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Thursday, October 8, 2015
- This summer, a 32-year-old musician with Uzbek citizenship was visiting her mother in Samarkand, Uzbekistan. For the last decade, the musician has lived in the Tajik capital Dushanbe with her husband, an ethnic Uzbek, and their 10-year-old daughter.
The visit coincided with Uzbek authorities’ decision to reintroduce exit visas for citizens traveling to Tajikistan. She thus became a virtual prisoner in Uzbekistan, a victim of acrimonious ties between the two long-time rivals.
“When I got to the border on my way back (to Dushanbe), border guards told me that I was missing an exit visa stamp in my passport. I had no clue what this was, but had to obey and returned to Samarkand,” the musician recalled.
“I spent the next two weeks visiting the law enforcement agencies – from the district police station to the Interior Ministry and officials at the SNB (National Security Agency SNB). I was harassed everywhere – one officer called me ‘a prostitute wishing to work in Tajikistan,’ another wondered why I have so many border stamps in my passport, hinting that I am involved in espionage.”
Accusations of passport violations are dangerous in Uzbekistan, a regime infamous for its opaque justice system. Eventually she gave up trying to get an exit visa for Tajikistan. Since one is not required for Uzbek citizens traveling to Russia, she bought an air ticket to Moscow and returned to Dushanbe via the Russian capital. (The musician spoke on condition of anonymity because her mother, whom she’s trying to get out, still lives in Uzbekistan).
Relations between Tajikistan and Uzbekistan have been worsening for years. When the Soviet Union fell apart, air connections ceased. In 2001, Uzbekistan began requiring Tajikistan’s citizens to obtain visas prior to arrival, and mined parts of the border, a practice that has resulted in hundreds of people being killed and maimed.
In recent years, moreover, Uzbekistan has stepped up what its poorer neighbour calls a “blockade”, upping tariffs on goods transiting and often blocking rail shipments. Uzbekistan has increased cargo transit tariffs four times in the past two years. Of 16 border crossings, only two remain open.
The chief source of bilateral rancor is water. Tajik President Imomali Rahmon wants to build the world’s tallest hydropower station, Rogun. Downstream, Uzbek President Islam Karimov has vowed to do whatever necessary to stop the project. Karimov fears the dam will give Rahmon the ability to regulate water flows, and thus exert a measure of control over Uzbekistan’s agricultural sector, including the lucrative cotton crop.
Early last month, Karimov said his neighbour’s hydropower dreams could even lead to war. At the U.N. General Assembly on Sep. 29, Tajikistan’s foreign minister, Hamrokhon Zarifi, said his country’s electricity shortages – which have been exacerbated since Uzbekistan pulled out of a Soviet-era regional energy grid – gave Dushanbe no choice but to pursue the hydropower project. Uzbek Foreign Minister Abdulaziz Kamilov used the same platform to argue against the project.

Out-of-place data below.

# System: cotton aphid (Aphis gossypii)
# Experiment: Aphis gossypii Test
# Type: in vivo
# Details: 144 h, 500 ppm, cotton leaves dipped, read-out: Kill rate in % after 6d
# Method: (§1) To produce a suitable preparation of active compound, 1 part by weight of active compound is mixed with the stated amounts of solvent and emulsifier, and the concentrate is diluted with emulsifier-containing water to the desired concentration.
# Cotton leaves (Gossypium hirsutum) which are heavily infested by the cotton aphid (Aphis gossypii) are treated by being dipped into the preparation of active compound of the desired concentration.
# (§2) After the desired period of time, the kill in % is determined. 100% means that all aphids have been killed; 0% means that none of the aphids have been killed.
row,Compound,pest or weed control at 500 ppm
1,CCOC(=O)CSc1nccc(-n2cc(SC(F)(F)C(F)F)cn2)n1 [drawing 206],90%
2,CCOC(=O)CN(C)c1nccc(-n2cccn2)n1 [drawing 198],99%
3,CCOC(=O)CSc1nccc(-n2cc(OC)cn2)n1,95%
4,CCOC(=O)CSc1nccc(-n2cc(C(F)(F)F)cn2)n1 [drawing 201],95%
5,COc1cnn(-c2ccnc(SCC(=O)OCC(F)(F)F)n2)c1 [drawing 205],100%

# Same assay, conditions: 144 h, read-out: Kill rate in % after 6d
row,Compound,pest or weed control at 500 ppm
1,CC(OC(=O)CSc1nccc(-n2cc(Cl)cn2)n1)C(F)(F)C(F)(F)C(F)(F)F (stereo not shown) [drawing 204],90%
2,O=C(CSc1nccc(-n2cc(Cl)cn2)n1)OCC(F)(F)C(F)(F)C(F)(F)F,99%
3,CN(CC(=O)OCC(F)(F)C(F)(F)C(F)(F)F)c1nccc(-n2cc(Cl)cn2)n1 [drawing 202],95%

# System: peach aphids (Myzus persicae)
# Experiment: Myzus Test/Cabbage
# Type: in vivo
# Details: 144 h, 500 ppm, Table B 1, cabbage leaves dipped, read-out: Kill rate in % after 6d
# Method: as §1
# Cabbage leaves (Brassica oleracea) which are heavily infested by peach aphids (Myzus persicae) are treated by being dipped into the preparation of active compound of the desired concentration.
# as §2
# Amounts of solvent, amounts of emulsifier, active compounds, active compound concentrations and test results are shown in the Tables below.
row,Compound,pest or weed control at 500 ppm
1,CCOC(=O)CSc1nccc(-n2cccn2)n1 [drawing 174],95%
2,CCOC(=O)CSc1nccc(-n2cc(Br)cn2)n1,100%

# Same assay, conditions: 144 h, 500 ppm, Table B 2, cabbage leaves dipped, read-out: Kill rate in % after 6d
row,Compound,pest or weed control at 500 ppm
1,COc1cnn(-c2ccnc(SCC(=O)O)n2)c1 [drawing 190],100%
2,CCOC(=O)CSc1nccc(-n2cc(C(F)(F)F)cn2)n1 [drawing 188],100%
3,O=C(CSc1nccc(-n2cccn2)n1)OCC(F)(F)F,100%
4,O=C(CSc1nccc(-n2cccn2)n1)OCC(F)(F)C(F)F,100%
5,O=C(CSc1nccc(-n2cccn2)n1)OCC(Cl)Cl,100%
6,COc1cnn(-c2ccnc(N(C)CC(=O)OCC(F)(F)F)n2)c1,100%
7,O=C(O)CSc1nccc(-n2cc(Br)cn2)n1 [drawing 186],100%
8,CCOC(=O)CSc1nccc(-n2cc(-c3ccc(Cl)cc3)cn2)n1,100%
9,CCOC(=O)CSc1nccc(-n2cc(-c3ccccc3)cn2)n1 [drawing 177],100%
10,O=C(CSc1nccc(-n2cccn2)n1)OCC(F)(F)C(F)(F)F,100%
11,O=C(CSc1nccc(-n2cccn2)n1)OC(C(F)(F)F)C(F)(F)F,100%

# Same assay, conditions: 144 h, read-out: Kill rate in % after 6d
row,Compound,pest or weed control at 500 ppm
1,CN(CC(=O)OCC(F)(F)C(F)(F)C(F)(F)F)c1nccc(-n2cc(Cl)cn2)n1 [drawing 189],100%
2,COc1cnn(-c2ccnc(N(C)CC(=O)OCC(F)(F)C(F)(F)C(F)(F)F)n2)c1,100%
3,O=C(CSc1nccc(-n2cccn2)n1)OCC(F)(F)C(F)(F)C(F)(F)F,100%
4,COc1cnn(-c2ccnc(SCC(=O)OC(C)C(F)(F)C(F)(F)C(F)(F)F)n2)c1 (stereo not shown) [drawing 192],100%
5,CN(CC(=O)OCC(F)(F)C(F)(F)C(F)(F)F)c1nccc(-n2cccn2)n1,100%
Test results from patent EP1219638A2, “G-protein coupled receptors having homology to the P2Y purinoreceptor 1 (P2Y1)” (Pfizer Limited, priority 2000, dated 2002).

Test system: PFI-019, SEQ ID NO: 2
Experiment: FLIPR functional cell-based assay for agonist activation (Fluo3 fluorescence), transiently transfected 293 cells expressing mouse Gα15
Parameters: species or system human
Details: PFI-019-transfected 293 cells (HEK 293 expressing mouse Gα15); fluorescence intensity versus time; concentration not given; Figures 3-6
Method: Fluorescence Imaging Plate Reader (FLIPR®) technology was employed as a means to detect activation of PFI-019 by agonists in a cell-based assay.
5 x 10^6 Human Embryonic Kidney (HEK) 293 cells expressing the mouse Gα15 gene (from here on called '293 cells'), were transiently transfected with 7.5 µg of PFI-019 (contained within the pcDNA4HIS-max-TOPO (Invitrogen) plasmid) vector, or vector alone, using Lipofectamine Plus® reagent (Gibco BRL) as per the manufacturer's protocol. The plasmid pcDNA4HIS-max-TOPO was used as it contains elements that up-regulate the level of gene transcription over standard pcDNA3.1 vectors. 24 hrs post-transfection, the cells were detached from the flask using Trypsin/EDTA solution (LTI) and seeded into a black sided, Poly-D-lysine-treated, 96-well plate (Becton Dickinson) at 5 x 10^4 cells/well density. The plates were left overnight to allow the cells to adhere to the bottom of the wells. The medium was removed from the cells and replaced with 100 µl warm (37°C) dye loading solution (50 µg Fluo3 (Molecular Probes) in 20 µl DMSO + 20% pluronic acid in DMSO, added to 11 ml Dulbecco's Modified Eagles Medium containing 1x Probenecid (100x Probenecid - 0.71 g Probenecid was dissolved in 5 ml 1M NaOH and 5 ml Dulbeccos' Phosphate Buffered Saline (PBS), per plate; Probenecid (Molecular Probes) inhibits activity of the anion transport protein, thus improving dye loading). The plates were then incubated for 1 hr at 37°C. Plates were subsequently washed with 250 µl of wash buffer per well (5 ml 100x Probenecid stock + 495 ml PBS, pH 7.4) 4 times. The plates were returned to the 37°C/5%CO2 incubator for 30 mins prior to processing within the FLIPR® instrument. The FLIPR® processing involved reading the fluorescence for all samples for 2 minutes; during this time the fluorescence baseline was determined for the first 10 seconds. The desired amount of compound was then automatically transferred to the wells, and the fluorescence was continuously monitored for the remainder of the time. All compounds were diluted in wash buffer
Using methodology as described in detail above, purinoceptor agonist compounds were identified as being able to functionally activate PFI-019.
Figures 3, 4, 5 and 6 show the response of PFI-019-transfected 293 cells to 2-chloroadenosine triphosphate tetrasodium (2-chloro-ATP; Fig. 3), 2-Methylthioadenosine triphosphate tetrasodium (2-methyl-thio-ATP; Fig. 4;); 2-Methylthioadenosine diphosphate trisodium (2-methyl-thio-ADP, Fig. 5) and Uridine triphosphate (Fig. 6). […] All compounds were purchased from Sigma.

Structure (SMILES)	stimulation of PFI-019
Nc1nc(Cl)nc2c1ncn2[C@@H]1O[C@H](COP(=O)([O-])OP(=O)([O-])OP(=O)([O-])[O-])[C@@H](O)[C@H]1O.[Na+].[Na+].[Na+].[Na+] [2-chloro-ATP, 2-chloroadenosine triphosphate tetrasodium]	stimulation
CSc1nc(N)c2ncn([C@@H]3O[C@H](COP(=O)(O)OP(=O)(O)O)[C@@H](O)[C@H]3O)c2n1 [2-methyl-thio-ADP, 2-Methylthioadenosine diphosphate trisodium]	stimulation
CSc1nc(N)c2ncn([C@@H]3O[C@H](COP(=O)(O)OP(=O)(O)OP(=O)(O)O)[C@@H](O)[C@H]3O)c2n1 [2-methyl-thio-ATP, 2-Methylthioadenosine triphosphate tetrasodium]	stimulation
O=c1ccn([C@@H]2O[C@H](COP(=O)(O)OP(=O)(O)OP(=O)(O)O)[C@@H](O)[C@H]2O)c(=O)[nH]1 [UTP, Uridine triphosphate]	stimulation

As the spat drags on, it’s average people, like the Dushanbe musician, who suffer.
In April, seven out of the eight registered political parties in Tajikistan – all except the president’s own People’s Democratic Party – appealed to the two presidents, calling on them to negotiate. (The last time one president invited the other for a visit was in 2001, when the two embraced and declared themselves eternal friends).
“The interests of society and the peoples must stand higher than personal and group interests and personal resentments,” said the parties’ statement. “Both presidents should meet halfway. Great people have always been able to forgive.”
More than one million ethnic Uzbeks are believed to live in Tajikistan; even more ethnic Tajiks live in Uzbekistan, Central Asia’s largest country by population. Many, especially those who were born of mixed marriages, grew up in a Soviet society believing that ethnic identity had little meaning. There are reports of harassment by authorities on both sides of the border.
In 2003, a well-known Tajik ecologist and journalist, Hamid Atakhanov, moved to Bukhara to care for his ailing wife – the two had lived there for many years during the Soviet era and have relatives there. After eight years, in 2011 he was suddenly accused by local authorities of inciting ethnic strife and deported back to Tajikistan.
“They gave me no time even to say goodbye to my wife and neighbours,” he told EurasiaNet.org.
Meanwhile, the Dushanbe musician is searching for ways to move her mother, a schoolteacher, to Dushanbe. Because the teacher has a daughter in Tajikistan, she suffers constant harassment from local authorities, the daughter says. At schools in Samarkand, principals instruct children to report on visitors from Tajikistan to the local police, making her and her mother (a hostess) automatically suspect.
“It sounds insane. Yes, they ask the kids to provide information about their families and neighbours visited by ‘strangers from the hostile country,’” the musician said.
*Editor’s note: Konstantin Parshin is a freelance writer based in Tajikistan.
This story originally appeared on Eurasianet.org.